Intel Corp., the world's largest computer-chip-maker, said fourth-quarter profit fell 39 percent after the company lowered prices to compete with Advanced Micro Devices Inc.

Net income fell to $1.5 billion, or 26 cents a share, from $2.45 billion, or 40 cents a share, a year earlier, the Santa Clara, Calif., company said yesterday. Sales fell 5 percent to $9.7 billion.

Earnings dropped as Intel fended off Advanced Micro with price cuts and started manufacturing new chips to win back orders. Chief financial officer Andy Bryant predicted that gross margin would narrow to about 50 percent this year, missing analysts' estimates, and said he expected a "continued competitive environment."

"It looks like they are regaining share at some expense to price," said Greg Barlage, who helps manage $35 billion at Boston-based Baring Asset Management Inc., including Intel shares. "The biggest question is the gross-margin forecast for '07. Most people were looking for 51.5 percent."

Shares of Intel fell 90 cents, or 4 percent, to $21.40 after the data were released, from a close of $22.30 in Nasdaq Stock Market composite trading. The stock had gained 10 percent this year as some investors anticipated the company would beat estimates.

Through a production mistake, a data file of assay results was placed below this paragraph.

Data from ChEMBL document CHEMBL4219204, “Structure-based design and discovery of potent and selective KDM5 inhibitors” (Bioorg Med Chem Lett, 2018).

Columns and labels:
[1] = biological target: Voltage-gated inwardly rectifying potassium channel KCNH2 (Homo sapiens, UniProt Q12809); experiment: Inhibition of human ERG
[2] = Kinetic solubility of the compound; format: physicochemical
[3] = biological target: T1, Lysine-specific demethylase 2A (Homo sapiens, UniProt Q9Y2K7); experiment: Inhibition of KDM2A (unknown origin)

Advanced Micro, Intel's only rival in the market for personal-computer processors, said last week that its fourth-quarter earnings and sales were hurt by lower prices. The Sunnyvale, Calif., company cited preliminary figures.

Bryant said in an interview that, while results were helped by demand for the faster chips Intel introduced last year, the margin forecast for 2007 showed there would still be tough competition. In the fourth quarter, gross margin fell to 49.6 percent from 61.8 percent a year earlier.